Now Was That So Difficult?
Powhatan County, Virginia’s local government has arrived at what seems to be a reasonable solution to the question of how it will remember its rich history. Back in 2004 the county board of supervisors was challenged by various groups after it agreed to hear a petition from the Sons of Confederate Veterans to declare April Confederate History and Heritage Month. Rather than reduce the county’s history to 4 years and one perspective on those years, local leaders decided to cast their net wider.
“The proposed proclamation highlights a dozen aspects of the county’s history, which include the Monacan and Powhatan Indians, the French Huguenots, Revolutionary War Gen. Charles Scott, the University of Richmond, author Marion Harland, model schools for black education and historical sites such as Derwent, where Confederate Gen. Robert E. Lee lived for several months after the Civil War.”
Looks like there is something in here for everyone. More importantly, it recognizes the importance of connecting public recognition to various interests and perspectives. It should be noted that Billy Kornegay, vice-commander of the Powhatan troops SCV, took part in the council that drafted the proposal. Good for you Billy!
From Lincoln to the Maine
It’s stories like these that make me want to invest in some franchise and open up a store right on top of the “Bloody Angle.” How did this story make the Washington Post?
“As dusk fell, the group of amateur historians were in position, spread out across the grassy field with digital voice recorders at the ready and infrared cameras rolling. If someone — or something — out there so much as sneezed, they were fully prepared to catch it in action. Experts have scrutinized these Spotsylvania County battlefields for years, looking for clues to the past. Now this eclectic group of history buffs had come from Maryland to conduct their own homemade brand of Civil War scholarship: battlefield ghost hunting. Why limit yourself to letters and artifacts, they reasoned, when you can go straight to the source: firsthand, albeit dead, witnesses.”
I look forward to seeing the published results. Perhaps they can find out from their sources the answer to the question from yesterday’s post: What did all those men do for bathrooms?
Hat Tip to Dimitri for the Golf Digest article on “swinging” through the Civil War. While many no doubt read this article as another example of Civil War exploitation I see it as falling neatly in line with the history of the marketing of battlefields. I commented on this in a previous post. Some of you may know that the Crater battlefield was once the site of a golf course.
In 1918 the Crater site passed from the Griffith family – which had owned the land on which the battle took place and operated a small museum – and in 1925 was acquired by the Crater Battlefield Association, Inc., a commercial enterprise which erected a club house near the crater and an 18-hole golf course. In addition to the golf course, the Association continued to maintain the small building housing a museum, allowing visitors to tour what remained of the mine for a small fee. It is difficult to imagine golfers not being constantly reminded that their course was at one point a terrible bloodletting or that the largest sand trap once contained the mangled bodies of young men. “The golf links extend up to the site of the old fort,” reported one visitor and on an adjacent ridge “a visitor to the battlefield may observe the storms and changes of more than sixty years.” Owners of the golf course did acknowledge the importance of the site to Petersburg’s Civil War heritage and gave the federal government right of way to the Crater.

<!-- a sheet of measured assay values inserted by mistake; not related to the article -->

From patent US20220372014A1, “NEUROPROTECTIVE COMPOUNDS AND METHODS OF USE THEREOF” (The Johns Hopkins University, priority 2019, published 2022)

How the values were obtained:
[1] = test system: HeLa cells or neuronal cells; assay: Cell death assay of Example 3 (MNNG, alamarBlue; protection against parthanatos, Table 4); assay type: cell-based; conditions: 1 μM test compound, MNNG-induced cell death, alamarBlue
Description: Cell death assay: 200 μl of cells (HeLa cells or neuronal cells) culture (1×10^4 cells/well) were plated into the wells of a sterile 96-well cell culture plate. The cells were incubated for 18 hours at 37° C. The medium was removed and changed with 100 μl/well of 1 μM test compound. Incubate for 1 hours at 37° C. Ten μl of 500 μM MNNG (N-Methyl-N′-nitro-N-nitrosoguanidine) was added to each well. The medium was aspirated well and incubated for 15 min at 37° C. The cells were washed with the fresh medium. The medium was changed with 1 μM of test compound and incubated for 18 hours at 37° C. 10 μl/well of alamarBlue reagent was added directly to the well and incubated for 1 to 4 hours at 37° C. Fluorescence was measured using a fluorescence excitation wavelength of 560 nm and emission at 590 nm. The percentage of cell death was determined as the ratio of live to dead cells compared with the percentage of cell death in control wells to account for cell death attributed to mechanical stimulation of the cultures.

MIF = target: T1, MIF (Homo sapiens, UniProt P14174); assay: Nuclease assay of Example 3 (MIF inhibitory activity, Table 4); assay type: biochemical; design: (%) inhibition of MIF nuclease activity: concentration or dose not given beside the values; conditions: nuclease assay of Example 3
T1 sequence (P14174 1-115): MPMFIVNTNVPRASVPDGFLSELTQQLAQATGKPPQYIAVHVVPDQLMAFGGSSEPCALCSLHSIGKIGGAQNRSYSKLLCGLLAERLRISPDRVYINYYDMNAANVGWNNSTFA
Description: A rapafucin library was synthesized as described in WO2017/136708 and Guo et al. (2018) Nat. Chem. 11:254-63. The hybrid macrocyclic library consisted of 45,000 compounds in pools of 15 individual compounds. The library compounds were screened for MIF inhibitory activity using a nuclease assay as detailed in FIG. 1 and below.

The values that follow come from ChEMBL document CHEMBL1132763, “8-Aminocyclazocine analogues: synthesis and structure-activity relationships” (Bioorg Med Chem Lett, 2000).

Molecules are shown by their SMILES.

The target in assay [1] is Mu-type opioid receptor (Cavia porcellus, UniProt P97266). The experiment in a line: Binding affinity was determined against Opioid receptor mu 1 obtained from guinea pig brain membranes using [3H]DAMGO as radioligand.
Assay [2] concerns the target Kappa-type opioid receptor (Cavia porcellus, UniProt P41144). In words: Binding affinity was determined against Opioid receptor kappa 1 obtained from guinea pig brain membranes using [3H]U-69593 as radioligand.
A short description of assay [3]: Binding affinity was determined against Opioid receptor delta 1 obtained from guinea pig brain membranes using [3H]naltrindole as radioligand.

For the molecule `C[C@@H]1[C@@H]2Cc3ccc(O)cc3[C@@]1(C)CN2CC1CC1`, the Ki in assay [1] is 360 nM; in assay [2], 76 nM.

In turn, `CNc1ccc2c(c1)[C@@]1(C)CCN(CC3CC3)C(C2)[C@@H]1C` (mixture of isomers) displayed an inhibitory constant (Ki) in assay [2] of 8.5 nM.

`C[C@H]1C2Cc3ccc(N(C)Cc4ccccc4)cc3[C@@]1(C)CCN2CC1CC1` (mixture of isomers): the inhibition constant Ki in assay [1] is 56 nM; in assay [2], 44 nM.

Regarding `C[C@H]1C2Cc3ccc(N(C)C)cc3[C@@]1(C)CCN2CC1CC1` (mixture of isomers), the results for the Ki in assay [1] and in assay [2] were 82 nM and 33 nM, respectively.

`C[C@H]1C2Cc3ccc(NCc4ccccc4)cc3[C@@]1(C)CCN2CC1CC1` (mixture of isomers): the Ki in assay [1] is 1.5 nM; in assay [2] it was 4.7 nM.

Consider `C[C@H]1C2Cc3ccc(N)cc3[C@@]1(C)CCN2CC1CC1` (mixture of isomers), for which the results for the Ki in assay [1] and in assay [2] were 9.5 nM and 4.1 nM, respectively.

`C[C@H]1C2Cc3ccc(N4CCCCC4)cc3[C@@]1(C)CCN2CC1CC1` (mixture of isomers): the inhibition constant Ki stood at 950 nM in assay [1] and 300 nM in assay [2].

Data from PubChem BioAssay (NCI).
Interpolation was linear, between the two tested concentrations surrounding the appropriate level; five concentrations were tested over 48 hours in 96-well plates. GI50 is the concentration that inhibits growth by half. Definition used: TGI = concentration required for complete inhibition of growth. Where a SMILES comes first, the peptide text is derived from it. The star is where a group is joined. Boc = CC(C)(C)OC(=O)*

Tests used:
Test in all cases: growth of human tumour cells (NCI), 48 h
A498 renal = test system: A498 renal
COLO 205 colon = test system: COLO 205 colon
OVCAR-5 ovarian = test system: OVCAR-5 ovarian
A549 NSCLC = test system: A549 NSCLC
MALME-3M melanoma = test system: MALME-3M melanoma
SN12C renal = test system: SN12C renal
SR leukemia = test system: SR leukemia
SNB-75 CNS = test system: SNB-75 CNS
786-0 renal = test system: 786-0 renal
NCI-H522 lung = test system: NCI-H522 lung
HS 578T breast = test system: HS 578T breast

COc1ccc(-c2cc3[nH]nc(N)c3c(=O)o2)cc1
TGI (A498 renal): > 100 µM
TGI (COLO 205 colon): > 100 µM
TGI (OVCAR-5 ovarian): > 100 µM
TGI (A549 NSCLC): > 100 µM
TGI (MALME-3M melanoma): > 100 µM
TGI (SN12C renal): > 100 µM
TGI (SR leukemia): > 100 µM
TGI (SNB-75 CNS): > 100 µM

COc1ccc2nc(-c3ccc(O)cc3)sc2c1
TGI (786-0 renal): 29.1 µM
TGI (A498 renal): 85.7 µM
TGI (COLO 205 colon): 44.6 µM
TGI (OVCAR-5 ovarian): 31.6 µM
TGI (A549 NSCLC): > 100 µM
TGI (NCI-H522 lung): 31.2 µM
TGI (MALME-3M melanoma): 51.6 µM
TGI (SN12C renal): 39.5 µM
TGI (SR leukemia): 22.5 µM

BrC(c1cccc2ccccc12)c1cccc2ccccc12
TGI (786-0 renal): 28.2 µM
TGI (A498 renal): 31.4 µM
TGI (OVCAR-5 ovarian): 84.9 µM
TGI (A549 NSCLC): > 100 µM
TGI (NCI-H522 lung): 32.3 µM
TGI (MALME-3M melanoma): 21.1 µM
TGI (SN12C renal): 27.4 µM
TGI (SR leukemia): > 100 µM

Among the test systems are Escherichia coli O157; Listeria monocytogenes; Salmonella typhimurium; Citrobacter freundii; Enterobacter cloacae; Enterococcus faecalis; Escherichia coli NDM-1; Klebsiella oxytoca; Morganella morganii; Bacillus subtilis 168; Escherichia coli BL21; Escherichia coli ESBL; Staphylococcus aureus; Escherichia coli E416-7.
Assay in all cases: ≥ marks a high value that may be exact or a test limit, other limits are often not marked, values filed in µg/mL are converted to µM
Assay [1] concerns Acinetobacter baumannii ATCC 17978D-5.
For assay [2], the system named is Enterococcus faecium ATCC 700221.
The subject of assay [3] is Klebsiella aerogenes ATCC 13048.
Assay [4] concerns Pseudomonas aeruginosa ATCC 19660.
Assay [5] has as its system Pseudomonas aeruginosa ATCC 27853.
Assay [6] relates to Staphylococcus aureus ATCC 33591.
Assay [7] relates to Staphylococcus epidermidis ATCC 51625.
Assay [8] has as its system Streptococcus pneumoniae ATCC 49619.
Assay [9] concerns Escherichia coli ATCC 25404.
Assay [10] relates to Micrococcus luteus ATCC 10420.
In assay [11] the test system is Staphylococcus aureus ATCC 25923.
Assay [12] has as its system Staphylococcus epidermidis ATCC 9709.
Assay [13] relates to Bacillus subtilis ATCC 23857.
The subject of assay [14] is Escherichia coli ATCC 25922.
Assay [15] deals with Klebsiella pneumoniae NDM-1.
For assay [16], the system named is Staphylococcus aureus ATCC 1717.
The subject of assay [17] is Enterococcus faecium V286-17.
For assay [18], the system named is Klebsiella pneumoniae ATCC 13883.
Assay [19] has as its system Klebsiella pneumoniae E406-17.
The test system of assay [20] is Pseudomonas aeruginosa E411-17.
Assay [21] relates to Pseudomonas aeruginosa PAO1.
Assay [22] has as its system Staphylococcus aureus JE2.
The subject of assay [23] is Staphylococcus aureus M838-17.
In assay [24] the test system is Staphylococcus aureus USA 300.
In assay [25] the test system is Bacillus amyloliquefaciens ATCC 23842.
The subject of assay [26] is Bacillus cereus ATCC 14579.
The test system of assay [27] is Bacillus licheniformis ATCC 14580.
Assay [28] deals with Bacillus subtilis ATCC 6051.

The Association provided visitors with a short brochure of the battle written by its President, Arthur W. James. His account highlighted themes that had become standard in histories of the battle, including the role Mahone and his Virginia brigade played in saving Lee’s army; not surprisingly, the presence of African-American soldiers was minimized. School teachers and others could write for information which was promptly mailed for a small fee. The last few paragraphs were reserved to promote relations between the corporation and the surrounding community, which may have been strained owing to the popular belief that the Crater should have been incorporated into the National Park. James described his “corporation as composed of Virginia people interested in its preservation and restoration . . . . As a labor of love and at large personal expense, the members of the corporation cleared the battlefield opened the Pleasant’s galleries, finding the greater part intact, built a road to the site, and opened the sacred spot to visitors.” The president hoped to convince visitors that the golf course was an appropriate addition to the battlefield and the result of cooperation with local, state, and national organizations. James closed with what he probably thought to be a moving tribute to those who had made the ultimate sacrifice on July 30, 1864:
The Crater, covered by giant pines and cedars, immortalizing the soldiers with whose bodies they have been enriched, perfumed with honeysuckle now spread over the reddened trenches, marked by numerous monuments placed by comrades and descendents, surrounded by green fairways and tees bearing the name of its heroes, is a beautiful shrine to the boys of the Blue and Gray who there made the supreme sacrifice.
It is difficult to imagine that James’s appeal to his company’s good intentions convinced interested parties that their preservation worries were misplaced. With little financial success the CBA folded in 1934 and the land was sold at auction in 1936 and bought by the federal government. The National Park Service promptly returned the landscape to as close to its original shape as possible and planned for an elaborate reenactment and celebration in 1937.